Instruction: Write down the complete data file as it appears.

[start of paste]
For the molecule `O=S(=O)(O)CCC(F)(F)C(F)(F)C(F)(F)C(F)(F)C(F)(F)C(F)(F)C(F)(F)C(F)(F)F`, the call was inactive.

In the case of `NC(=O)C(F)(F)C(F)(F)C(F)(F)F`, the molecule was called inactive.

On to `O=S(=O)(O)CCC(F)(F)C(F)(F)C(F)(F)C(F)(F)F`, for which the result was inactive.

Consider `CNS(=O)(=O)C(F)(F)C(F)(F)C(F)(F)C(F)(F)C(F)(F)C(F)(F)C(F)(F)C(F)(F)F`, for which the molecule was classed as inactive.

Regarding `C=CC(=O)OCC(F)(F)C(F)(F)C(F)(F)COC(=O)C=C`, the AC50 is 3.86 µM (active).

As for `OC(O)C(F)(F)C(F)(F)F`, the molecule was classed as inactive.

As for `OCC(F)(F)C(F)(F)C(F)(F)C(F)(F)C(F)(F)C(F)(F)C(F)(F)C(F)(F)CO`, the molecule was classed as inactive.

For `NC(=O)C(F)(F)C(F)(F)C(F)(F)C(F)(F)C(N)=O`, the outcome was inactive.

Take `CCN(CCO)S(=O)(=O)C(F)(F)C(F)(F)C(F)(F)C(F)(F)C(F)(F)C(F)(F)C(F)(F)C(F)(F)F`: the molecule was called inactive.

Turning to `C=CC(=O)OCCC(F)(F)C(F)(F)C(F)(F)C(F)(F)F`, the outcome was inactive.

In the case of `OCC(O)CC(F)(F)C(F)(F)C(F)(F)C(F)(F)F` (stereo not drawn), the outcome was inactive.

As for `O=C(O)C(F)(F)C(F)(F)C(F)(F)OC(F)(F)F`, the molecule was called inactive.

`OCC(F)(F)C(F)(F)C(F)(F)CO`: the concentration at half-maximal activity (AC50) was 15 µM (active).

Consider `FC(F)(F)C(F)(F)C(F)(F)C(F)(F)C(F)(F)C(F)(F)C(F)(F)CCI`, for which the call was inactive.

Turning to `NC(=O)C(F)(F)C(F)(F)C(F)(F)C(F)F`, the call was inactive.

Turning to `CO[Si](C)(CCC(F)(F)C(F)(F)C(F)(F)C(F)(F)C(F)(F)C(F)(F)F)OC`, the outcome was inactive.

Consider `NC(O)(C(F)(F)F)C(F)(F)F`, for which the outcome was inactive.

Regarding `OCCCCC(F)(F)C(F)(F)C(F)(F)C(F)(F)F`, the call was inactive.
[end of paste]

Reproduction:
For the molecule `O=S(=O)(O)CCC(F)(F)C(F)(F)C(F)(F)C(F)(F)C(F)(F)C(F)(F)C(F)(F)C(F)(F)F`, the call was inactive.

In the case of `NC(=O)C(F)(F)C(F)(F)C(F)(F)F`, the molecule was called inactive.

On to `O=S(=O)(O)CCC(F)(F)C(F)(F)C(F)(F)C(F)(F)F`, for which the result was inactive.

Consider `CNS(=O)(=O)C(F)(F)C(F)(F)C(F)(F)C(F)(F)C(F)(F)C(F)(F)C(F)(F)C(F)(F)F`, for which the molecule was classed as inactive.

Regarding `C=CC(=O)OCC(F)(F)C(F)(F)C(F)(F)COC(=O)C=C`, the AC50 is 3.86 µM (active).

As for `OC(O)C(F)(F)C(F)(F)F`, the molecule was classed as inactive.

As for `OCC(F)(F)C(F)(F)C(F)(F)C(F)(F)C(F)(F)C(F)(F)C(F)(F)C(F)(F)CO`, the molecule was classed as inactive.

For `NC(=O)C(F)(F)C(F)(F)C(F)(F)C(F)(F)C(N)=O`, the outcome was inactive.

Take `CCN(CCO)S(=O)(=O)C(F)(F)C(F)(F)C(F)(F)C(F)(F)C(F)(F)C(F)(F)C(F)(F)C(F)(F)F`: the molecule was called inactive.

Turning to `C=CC(=O)OCCC(F)(F)C(F)(F)C(F)(F)C(F)(F)F`, the outcome was inactive.

In the case of `OCC(O)CC(F)(F)C(F)(F)C(F)(F)C(F)(F)F` (stereo not drawn), the outcome was inactive.

As for `O=C(O)C(F)(F)C(F)(F)C(F)(F)OC(F)(F)F`, the molecule was called inactive.

`OCC(F)(F)C(F)(F)C(F)(F)CO`: the concentration at half-maximal activity (AC50) was 15 µM (active).

Consider `FC(F)(F)C(F)(F)C(F)(F)C(F)(F)C(F)(F)C(F)(F)C(F)(F)CCI`, for which the call was inactive.

Turning to `NC(=O)C(F)(F)C(F)(F)C(F)(F)C(F)F`, the call was inactive.

Turning to `CO[Si](C)(CCC(F)(F)C(F)(F)C(F)(F)C(F)(F)C(F)(F)C(F)(F)F)OC`, the outcome was inactive.

Consider `NC(O)(C(F)(F)F)C(F)(F)F`, for which the outcome was inactive.

Regarding `OCCCCC(F)(F)C(F)(F)C(F)(F)C(F)(F)F`, the call was inactive.